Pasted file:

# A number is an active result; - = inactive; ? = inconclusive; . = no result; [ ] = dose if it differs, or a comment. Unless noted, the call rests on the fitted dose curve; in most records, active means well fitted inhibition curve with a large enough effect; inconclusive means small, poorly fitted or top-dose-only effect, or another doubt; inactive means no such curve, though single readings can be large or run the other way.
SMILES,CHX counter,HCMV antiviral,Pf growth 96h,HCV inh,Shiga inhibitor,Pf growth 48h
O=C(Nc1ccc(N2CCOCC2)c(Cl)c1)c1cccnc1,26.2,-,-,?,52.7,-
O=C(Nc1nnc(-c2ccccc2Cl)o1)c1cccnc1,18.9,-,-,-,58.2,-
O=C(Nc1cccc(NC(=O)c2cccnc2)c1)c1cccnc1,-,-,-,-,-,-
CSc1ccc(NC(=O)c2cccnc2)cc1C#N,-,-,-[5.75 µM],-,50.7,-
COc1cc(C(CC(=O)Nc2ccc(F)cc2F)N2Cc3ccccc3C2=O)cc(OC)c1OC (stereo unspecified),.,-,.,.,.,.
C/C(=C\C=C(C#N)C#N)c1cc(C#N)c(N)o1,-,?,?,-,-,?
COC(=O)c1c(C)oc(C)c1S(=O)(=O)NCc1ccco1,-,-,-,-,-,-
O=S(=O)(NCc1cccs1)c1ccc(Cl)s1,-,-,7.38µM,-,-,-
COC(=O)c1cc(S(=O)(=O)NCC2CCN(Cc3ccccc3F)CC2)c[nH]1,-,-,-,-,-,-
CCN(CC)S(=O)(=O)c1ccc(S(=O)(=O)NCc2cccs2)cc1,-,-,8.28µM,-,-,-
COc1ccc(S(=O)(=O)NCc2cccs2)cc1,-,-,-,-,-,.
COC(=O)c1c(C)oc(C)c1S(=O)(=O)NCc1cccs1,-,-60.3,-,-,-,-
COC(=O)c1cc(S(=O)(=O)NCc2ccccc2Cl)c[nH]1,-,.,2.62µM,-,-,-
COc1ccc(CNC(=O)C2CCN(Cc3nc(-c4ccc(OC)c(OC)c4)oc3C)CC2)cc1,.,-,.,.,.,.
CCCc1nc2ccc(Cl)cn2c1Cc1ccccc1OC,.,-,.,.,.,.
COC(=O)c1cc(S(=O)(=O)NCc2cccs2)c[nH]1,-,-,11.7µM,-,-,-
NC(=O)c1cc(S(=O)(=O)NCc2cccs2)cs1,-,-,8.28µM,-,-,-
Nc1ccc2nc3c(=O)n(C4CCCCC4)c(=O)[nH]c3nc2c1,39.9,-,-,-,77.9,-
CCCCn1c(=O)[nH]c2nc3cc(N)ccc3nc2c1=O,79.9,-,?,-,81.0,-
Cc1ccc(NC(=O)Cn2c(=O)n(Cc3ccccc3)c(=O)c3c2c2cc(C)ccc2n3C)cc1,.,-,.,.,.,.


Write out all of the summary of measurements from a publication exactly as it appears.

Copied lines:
# A number is an active result; - = inactive; ? = inconclusive; . = no result; [ ] = dose if it differs, or a comment. Unless noted, the call rests on the fitted dose curve; in most records, active means well fitted inhibition curve with a large enough effect; inconclusive means small, poorly fitted or top-dose-only effect, or another doubt; inactive means no such curve, though single readings can be large or run the other way.
SMILES,CHX counter,HCMV antiviral,Pf growth 96h,HCV inh,Shiga inhibitor,Pf growth 48h
O=C(Nc1ccc(N2CCOCC2)c(Cl)c1)c1cccnc1,26.2,-,-,?,52.7,-
O=C(Nc1nnc(-c2ccccc2Cl)o1)c1cccnc1,18.9,-,-,-,58.2,-
O=C(Nc1cccc(NC(=O)c2cccnc2)c1)c1cccnc1,-,-,-,-,-,-
CSc1ccc(NC(=O)c2cccnc2)cc1C#N,-,-,-[5.75 µM],-,50.7,-
COc1cc(C(CC(=O)Nc2ccc(F)cc2F)N2Cc3ccccc3C2=O)cc(OC)c1OC (stereo unspecified),.,-,.,.,.,.
C/C(=C\C=C(C#N)C#N)c1cc(C#N)c(N)o1,-,?,?,-,-,?
COC(=O)c1c(C)oc(C)c1S(=O)(=O)NCc1ccco1,-,-,-,-,-,-
O=S(=O)(NCc1cccs1)c1ccc(Cl)s1,-,-,7.38µM,-,-,-
COC(=O)c1cc(S(=O)(=O)NCC2CCN(Cc3ccccc3F)CC2)c[nH]1,-,-,-,-,-,-
CCN(CC)S(=O)(=O)c1ccc(S(=O)(=O)NCc2cccs2)cc1,-,-,8.28µM,-,-,-
COc1ccc(S(=O)(=O)NCc2cccs2)cc1,-,-,-,-,-,.
COC(=O)c1c(C)oc(C)c1S(=O)(=O)NCc1cccs1,-,-60.3,-,-,-,-
COC(=O)c1cc(S(=O)(=O)NCc2ccccc2Cl)c[nH]1,-,.,2.62µM,-,-,-
COc1ccc(CNC(=O)C2CCN(Cc3nc(-c4ccc(OC)c(OC)c4)oc3C)CC2)cc1,.,-,.,.,.,.
CCCc1nc2ccc(Cl)cn2c1Cc1ccccc1OC,.,-,.,.,.,.
COC(=O)c1cc(S(=O)(=O)NCc2cccs2)c[nH]1,-,-,11.7µM,-,-,-
NC(=O)c1cc(S(=O)(=O)NCc2cccs2)cs1,-,-,8.28µM,-,-,-
Nc1ccc2nc3c(=O)n(C4CCCCC4)c(=O)[nH]c3nc2c1,39.9,-,-,-,77.9,-
CCCCn1c(=O)[nH]c2nc3cc(N)ccc3nc2c1=O,79.9,-,?,-,81.0,-
Cc1ccc(NC(=O)Cn2c(=O)n(Cc3ccccc3)c(=O)c3c2c2cc(C)ccc2n3C)cc1,.,-,.,.,.,.